The Province is bullying. Take up pens!

If there’s one thing we can all agree on in View Royal it’s that traffic congestion is our greatest ongoing challenge and is worsening with each week.

View Royal is a geographic isthmus; a pinch point through which all traffic from north and west must funnel.

So why then would the Province override local government authority and, over the Town’s protests, insist on locating the BC Transit handyDART facility in the most congested corner of the region?

It was standing room only in our council chambers Tuesday as local residents expressed their dismay and concern about traffic,  environmental impacts on fish bearing Craigflower Creek and noise.

In bulldozing its will into View Royal, the government is demonstrating a lack of concern, not just for municipal authority, but for the congestion realities inflicted on this town. Meanwhile, our rail corridor remains unused and the Island Corridor Foundation which is attempting to get movement on the rails, unheard.

Mayor Screech is writing the Minister of Transportation rejecting the siting of the handyDART facility at 2401 Burnside Road West and calling on the Province not to proceed until issues such as noise, environmental impacts and traffic movement are addressed.

Meanwhile, I suggest residents take up pens – and other appropriate action – through letters to the editor, Transportation Minister Clair Trevena and our MLA Mitzi Dean.

 

To be or not to be – the case for affordable housing (and courteous communication)

One of the things I committed to prior to the local election last October was to communicate. And I strive to do that – in this blog (click ‘Follow’ or ‘Subscribe’ at the bottom of this site then click again to receive posts in your email), on Facebook and Twitter and in meetings and conversations with residents.

So in the vein of communicating, let me tell you about a letter I received yesterday. Delivered by snail mail and written anonymously it expresses concerns about a proposed CRD affordable housing development at the old trailer park site at Thetis Lake and casts some aspersions on me and my integrity.

The property is zoned for high density and, whether the proposed mixture of affordable and market value or all market value is built, development is inevitable. The issue facing council – the only issue – is whether to waive the development cost charges (that pay for infrastructure such as sewer and water) that would make the affordable housing project of 152 units (some low rent, many near market rate) possible.

For me, this has been a difficult issue and discussion. I’ve listened intently to the opinions of my council colleagues and been candid and vocal in saying I don’t think the site is ideal. A location more central to services would clearly be preferable for affordable housing, but the CRD has identified the Thetis location as the only possible site in View Royal and perhaps allowing people to have a place to call home trumps that.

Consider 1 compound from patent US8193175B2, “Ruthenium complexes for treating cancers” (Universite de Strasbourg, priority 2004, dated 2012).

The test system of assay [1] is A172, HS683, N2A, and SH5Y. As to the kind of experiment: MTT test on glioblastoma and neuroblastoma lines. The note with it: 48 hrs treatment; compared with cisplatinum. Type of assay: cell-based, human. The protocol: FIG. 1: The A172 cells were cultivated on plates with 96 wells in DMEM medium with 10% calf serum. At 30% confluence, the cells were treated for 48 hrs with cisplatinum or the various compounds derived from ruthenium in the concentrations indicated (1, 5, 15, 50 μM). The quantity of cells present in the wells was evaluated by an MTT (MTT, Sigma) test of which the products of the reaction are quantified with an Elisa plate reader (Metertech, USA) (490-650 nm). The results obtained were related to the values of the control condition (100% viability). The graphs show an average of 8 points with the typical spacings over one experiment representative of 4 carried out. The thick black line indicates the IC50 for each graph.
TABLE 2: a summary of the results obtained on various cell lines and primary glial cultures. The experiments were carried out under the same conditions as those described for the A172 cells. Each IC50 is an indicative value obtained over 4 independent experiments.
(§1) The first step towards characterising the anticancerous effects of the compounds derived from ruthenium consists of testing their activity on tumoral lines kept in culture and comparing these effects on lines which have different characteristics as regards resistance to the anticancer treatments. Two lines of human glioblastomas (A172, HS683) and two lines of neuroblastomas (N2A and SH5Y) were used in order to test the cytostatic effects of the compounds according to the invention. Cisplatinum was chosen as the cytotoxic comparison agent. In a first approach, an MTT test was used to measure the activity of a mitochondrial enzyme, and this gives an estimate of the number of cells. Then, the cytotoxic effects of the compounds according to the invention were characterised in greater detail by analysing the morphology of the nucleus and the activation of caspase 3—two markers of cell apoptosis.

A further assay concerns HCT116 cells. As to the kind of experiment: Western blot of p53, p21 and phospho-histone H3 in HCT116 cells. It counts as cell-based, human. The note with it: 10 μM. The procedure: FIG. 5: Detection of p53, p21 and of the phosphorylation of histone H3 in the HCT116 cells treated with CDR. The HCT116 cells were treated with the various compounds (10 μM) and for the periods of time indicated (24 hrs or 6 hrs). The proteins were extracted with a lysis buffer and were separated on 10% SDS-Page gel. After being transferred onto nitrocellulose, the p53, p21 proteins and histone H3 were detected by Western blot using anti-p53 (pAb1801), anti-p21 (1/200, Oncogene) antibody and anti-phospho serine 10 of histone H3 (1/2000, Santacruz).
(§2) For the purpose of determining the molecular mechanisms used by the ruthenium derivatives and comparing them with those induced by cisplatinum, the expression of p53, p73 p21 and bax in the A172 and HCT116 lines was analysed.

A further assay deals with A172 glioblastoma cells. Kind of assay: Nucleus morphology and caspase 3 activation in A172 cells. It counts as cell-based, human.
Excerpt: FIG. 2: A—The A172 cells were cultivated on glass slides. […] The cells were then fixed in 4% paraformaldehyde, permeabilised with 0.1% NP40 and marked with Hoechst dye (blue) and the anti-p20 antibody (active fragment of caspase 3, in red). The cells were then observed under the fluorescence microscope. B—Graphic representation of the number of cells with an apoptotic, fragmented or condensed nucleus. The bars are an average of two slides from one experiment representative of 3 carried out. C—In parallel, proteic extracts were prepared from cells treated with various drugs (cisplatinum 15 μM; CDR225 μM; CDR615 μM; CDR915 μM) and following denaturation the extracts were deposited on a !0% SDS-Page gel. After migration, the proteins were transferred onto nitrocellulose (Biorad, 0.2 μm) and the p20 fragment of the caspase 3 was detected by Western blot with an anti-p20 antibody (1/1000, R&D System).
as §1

The fact remains that in 2017 the property was rezoned to allow the construction of up to 350 units in four buildings plus townhouses. Based on that 2017 decision by the previous council, the property is destined for density – whether all market value or a mix.

Based on that, I’m interested in hearing the reasons some people are opposed to the proposed project and look forward to speaking to residents at the May 7 DCC open house at town hall.

Further to yesterday’s unpleasant correspondence: this is the second unattributed letter I’ve received – the first arrived in my mailbox before I’d even been sworn in. I’m understanding first hand why caring and thoughtful people willing to build community, are reluctant to seek elected office.

 

 

Rosie the Riveter time on climate action and a step toward affordable housing in View Royal

On hearing that Canada is heating up at twice the rate of the rest of the world, there was a kind of urgency around the table at the first meeting of the CRD Climate Action Inter–Municipal Task Force this morning.

Several municipalities – including View Royal – have declared climate emergencies with a goal of being carbon neutral by 2030. We’ve made the declaration and we’re clear that doing what-we-can-where-we-live to save the planet is a priority. But how to get there?

Some municipalities are innovative in raising awareness and providing incentives. But what really caught my attention was the comparison by one task force member to war. The onset of WWII galvanized purpose and innovation and that’s what we need here, he said.

At this initial meeting we heard from Clean BC staff about initiatives and fast-coming goals that could mean a different looking world. All electric vehicles on the roads, including transport, in 20 years? It’s likely.

This group was slated to meet twice a year, but given that time is of the essence, we expect to gather monthly. I’ll report out.